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Export Control Guidelines

Background

Federal laws restrict the export of certain goods, information, and technology in ways that affect Washington and Lee University. These laws primarily focus on technology that could have military, nuclear, or aerospace applications, but in some instances, can apply to such seeming innocuous items as laptop computers and cell phones. U.S. export control laws have existed for decades; their applicability to higher education has been of particular interest for at least the past twenty five years. Although the events of September 11, 2001 resulted in a significant increase in enforcement of export control laws, a trend toward greater enforcement had already been underway. As part of this enforcement trend, the various government agencies with responsibility for enforcing export control regulations have increasingly turned their attention to compliance in the higher education setting. Although the emphasis has largely been directed toward academic research institutions, all higher education institutions, including small liberal arts schools such as Washington and Lee University, are affected by and must comply with these export control laws.

Federal Penalties
Export control laws are serious matters that carry serious penalties for both the individual violator and the University, including:

1. Civil fines of up to five-hundred thousand dollars ($500,000) per violation; seizure/forfeiture of the goods, technology or research product; and/or loss of export privileges.
2. Criminal fines of up to one million dollars ($1,000,000) per violation; and/or up to ten (10) years in prison.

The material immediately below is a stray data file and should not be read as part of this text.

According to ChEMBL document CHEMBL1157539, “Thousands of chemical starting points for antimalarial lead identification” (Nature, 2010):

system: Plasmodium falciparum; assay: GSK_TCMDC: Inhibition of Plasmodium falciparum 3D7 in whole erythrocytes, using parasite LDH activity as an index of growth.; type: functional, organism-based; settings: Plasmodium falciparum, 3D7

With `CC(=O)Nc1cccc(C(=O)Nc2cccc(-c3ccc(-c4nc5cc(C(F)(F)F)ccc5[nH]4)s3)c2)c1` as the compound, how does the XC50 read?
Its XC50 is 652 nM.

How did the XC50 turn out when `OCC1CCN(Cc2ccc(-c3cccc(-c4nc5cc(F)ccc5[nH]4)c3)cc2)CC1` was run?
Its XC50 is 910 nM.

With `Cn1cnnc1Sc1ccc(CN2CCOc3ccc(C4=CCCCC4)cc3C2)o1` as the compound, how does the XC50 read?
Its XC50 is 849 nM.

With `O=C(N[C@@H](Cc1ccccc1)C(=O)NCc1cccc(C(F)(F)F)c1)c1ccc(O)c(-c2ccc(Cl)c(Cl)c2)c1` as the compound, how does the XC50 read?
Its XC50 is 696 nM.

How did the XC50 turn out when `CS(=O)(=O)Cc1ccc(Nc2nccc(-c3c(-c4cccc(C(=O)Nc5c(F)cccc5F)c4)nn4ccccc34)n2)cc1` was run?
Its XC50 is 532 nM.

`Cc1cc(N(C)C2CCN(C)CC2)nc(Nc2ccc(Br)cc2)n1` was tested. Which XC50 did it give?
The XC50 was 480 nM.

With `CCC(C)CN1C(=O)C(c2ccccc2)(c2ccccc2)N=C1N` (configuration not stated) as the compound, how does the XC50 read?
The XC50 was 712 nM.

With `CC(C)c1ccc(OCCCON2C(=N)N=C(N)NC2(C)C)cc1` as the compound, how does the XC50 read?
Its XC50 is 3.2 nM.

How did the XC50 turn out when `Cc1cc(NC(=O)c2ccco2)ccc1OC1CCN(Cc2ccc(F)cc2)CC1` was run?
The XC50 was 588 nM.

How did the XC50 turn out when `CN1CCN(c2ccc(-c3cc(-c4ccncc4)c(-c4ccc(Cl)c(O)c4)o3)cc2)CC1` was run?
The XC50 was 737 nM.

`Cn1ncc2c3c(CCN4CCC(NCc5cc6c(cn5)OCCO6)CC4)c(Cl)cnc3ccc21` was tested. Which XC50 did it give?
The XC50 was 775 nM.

3. Risk of losing federal funding.

Guidelines

Washington and Lee University intends to fully comply with export control laws as they apply to the University's activities. Under no circumstances shall faculty members, employees, or other persons acting on behalf of the university engage in activities in contravention of U.S. export control regulations. Primary responsibility for compliance with export control laws lies with each individual faculty or staff member. Questions regarding the applicability of export control laws should be directed to the Office of General Counsel.

The vast majority of teaching, research, and travel conducted by W&L faculty and employees will come within one or more of the various exceptions to the export control laws. However, the regulations have the potential to limit certain research opportunities, affect publication rights, and prevent international collaboration in certain research areas. Export controls are most likely to affect W&L faculty and staff in the following potentially overlapping situations:

1. Traveling abroad;
2. "Sharing" (broadly defined and includes emails) science or technology-based research with a non-US citizen, whether on U.S. or foreign soil; or
3. Entering into a contract (including a grant) related to science or technology.